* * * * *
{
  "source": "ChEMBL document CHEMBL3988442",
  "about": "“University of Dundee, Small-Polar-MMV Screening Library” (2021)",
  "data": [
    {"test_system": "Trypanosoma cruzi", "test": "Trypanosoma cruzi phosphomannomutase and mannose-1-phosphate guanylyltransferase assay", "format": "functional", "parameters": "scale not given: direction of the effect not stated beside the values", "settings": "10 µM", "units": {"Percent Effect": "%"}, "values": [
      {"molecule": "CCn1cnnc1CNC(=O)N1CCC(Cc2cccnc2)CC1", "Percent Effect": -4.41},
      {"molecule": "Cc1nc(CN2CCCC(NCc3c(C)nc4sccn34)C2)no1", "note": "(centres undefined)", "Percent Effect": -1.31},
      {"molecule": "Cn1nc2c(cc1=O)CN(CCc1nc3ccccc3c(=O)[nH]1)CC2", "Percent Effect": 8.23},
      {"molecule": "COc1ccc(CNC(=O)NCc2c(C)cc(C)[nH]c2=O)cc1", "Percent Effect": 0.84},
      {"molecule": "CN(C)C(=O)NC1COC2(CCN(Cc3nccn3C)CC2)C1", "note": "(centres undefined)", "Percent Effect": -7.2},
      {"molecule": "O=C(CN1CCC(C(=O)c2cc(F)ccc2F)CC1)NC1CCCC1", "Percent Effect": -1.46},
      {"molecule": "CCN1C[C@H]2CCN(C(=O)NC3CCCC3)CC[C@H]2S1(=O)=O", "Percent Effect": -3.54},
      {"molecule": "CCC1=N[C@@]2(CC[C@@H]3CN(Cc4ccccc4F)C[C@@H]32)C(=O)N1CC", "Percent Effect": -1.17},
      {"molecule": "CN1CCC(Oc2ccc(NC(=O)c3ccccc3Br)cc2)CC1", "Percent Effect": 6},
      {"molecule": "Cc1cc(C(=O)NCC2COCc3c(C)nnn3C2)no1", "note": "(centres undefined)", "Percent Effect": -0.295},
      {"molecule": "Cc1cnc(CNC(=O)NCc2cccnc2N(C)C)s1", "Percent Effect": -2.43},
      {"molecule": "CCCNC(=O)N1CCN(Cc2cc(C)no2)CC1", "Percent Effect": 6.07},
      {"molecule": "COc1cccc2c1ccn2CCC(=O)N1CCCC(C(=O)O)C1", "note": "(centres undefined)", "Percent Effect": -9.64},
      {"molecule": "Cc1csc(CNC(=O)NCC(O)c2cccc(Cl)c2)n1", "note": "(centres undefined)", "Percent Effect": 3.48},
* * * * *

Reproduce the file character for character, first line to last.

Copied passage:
{
  "source": "ChEMBL document CHEMBL3988442",
  "about": "“University of Dundee, Small-Polar-MMV Screening Library” (2021)",
  "data": [
    {"test_system": "Trypanosoma cruzi", "test": "Trypanosoma cruzi phosphomannomutase and mannose-1-phosphate guanylyltransferase assay", "format": "functional", "parameters": "scale not given: direction of the effect not stated beside the values", "settings": "10 µM", "units": {"Percent Effect": "%"}, "values": [
      {"molecule": "CCn1cnnc1CNC(=O)N1CCC(Cc2cccnc2)CC1", "Percent Effect": -4.41},
      {"molecule": "Cc1nc(CN2CCCC(NCc3c(C)nc4sccn34)C2)no1", "note": "(centres undefined)", "Percent Effect": -1.31},
      {"molecule": "Cn1nc2c(cc1=O)CN(CCc1nc3ccccc3c(=O)[nH]1)CC2", "Percent Effect": 8.23},
      {"molecule": "COc1ccc(CNC(=O)NCc2c(C)cc(C)[nH]c2=O)cc1", "Percent Effect": 0.84},
      {"molecule": "CN(C)C(=O)NC1COC2(CCN(Cc3nccn3C)CC2)C1", "note": "(centres undefined)", "Percent Effect": -7.2},
      {"molecule": "O=C(CN1CCC(C(=O)c2cc(F)ccc2F)CC1)NC1CCCC1", "Percent Effect": -1.46},
      {"molecule": "CCN1C[C@H]2CCN(C(=O)NC3CCCC3)CC[C@H]2S1(=O)=O", "Percent Effect": -3.54},
      {"molecule": "CCC1=N[C@@]2(CC[C@@H]3CN(Cc4ccccc4F)C[C@@H]32)C(=O)N1CC", "Percent Effect": -1.17},
      {"molecule": "CN1CCC(Oc2ccc(NC(=O)c3ccccc3Br)cc2)CC1", "Percent Effect": 6},
      {"molecule": "Cc1cc(C(=O)NCC2COCc3c(C)nnn3C2)no1", "note": "(centres undefined)", "Percent Effect": -0.295},
      {"molecule": "Cc1cnc(CNC(=O)NCc2cccnc2N(C)C)s1", "Percent Effect": -2.43},
      {"molecule": "CCCNC(=O)N1CCN(Cc2cc(C)no2)CC1", "Percent Effect": 6.07},
      {"molecule": "COc1cccc2c1ccn2CCC(=O)N1CCCC(C(=O)O)C1", "note": "(centres undefined)", "Percent Effect": -9.64},
      {"molecule": "Cc1csc(CNC(=O)NCC(O)c2cccc(Cl)c2)n1", "note": "(centres undefined)", "Percent Effect": 3.48},